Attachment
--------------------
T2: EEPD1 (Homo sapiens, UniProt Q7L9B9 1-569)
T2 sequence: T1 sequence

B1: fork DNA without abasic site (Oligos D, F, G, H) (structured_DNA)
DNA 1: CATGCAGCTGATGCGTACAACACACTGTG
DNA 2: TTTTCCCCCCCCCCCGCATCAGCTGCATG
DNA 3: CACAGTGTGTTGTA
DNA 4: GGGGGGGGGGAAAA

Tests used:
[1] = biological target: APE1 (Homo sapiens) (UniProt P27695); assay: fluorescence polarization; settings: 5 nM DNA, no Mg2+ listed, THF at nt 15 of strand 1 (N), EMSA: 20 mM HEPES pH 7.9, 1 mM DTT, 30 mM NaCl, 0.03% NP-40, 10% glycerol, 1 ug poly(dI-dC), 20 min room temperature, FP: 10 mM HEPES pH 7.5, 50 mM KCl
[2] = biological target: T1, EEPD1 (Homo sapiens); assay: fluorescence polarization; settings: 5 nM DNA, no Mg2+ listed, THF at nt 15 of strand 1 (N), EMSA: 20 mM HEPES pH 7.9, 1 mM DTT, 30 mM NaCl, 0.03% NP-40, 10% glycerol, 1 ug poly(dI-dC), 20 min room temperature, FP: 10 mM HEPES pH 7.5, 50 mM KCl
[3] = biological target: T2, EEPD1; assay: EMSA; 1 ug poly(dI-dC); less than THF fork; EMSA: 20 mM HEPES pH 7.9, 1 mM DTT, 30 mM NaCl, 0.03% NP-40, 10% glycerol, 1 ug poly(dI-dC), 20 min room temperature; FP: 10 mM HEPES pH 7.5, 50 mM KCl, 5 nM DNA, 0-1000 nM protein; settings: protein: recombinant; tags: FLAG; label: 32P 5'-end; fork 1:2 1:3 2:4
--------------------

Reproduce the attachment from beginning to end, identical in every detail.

T2: EEPD1 (Homo sapiens, UniProt Q7L9B9 1-569)
T2 sequence: T1 sequence

B1: fork DNA without abasic site (Oligos D, F, G, H) (structured_DNA)
DNA 1: CATGCAGCTGATGCGTACAACACACTGTG
DNA 2: TTTTCCCCCCCCCCCGCATCAGCTGCATG
DNA 3: CACAGTGTGTTGTA
DNA 4: GGGGGGGGGGAAAA

Tests used:
[1] = biological target: APE1 (Homo sapiens) (UniProt P27695); assay: fluorescence polarization; settings: 5 nM DNA, no Mg2+ listed, THF at nt 15 of strand 1 (N), EMSA: 20 mM HEPES pH 7.9, 1 mM DTT, 30 mM NaCl, 0.03% NP-40, 10% glycerol, 1 ug poly(dI-dC), 20 min room temperature, FP: 10 mM HEPES pH 7.5, 50 mM KCl
[2] = biological target: T1, EEPD1 (Homo sapiens); assay: fluorescence polarization; settings: 5 nM DNA, no Mg2+ listed, THF at nt 15 of strand 1 (N), EMSA: 20 mM HEPES pH 7.9, 1 mM DTT, 30 mM NaCl, 0.03% NP-40, 10% glycerol, 1 ug poly(dI-dC), 20 min room temperature, FP: 10 mM HEPES pH 7.5, 50 mM KCl
[3] = biological target: T2, EEPD1; assay: EMSA; 1 ug poly(dI-dC); less than THF fork; EMSA: 20 mM HEPES pH 7.9, 1 mM DTT, 30 mM NaCl, 0.03% NP-40, 10% glycerol, 1 ug poly(dI-dC), 20 min room temperature; FP: 10 mM HEPES pH 7.5, 50 mM KCl, 5 nM DNA, 0-1000 nM protein; settings: protein: recombinant; tags: FLAG; label: 32P 5'-end; fork 1:2 1:3 2:4